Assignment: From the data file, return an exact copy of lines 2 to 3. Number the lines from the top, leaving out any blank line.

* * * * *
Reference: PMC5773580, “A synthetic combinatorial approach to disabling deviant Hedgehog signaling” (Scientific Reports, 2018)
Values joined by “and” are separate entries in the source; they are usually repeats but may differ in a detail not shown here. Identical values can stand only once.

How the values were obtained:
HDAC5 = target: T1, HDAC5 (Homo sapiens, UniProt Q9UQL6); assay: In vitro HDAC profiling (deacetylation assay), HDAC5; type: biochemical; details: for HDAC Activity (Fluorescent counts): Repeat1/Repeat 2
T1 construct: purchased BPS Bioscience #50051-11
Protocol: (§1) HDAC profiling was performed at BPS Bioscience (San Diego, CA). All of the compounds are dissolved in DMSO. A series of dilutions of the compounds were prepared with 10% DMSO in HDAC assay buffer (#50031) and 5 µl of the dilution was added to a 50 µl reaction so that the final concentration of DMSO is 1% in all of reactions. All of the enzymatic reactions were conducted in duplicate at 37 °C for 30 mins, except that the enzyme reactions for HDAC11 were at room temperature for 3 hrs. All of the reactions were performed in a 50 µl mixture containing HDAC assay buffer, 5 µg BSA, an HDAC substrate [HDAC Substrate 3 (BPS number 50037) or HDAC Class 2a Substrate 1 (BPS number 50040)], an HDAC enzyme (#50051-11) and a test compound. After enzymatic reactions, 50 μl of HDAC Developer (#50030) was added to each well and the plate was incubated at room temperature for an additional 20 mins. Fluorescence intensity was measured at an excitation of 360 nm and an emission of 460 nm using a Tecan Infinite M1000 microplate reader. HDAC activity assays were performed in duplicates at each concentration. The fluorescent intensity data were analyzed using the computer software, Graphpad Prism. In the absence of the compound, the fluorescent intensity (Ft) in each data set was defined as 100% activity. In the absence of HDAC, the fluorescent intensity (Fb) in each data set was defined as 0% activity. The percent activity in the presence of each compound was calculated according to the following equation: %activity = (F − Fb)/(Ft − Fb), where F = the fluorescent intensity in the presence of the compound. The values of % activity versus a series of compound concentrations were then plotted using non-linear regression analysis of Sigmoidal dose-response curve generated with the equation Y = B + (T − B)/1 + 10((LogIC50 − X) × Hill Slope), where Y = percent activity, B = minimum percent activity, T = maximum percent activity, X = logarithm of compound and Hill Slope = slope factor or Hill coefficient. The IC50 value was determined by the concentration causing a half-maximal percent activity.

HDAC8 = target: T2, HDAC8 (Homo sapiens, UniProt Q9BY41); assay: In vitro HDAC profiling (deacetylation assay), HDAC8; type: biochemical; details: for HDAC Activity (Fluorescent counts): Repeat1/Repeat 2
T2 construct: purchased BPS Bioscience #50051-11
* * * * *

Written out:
Values joined by “and” are separate entries in the source; they are usually repeats but may differ in a detail not shown here. Identical values can stand only once.

How the values were obtained: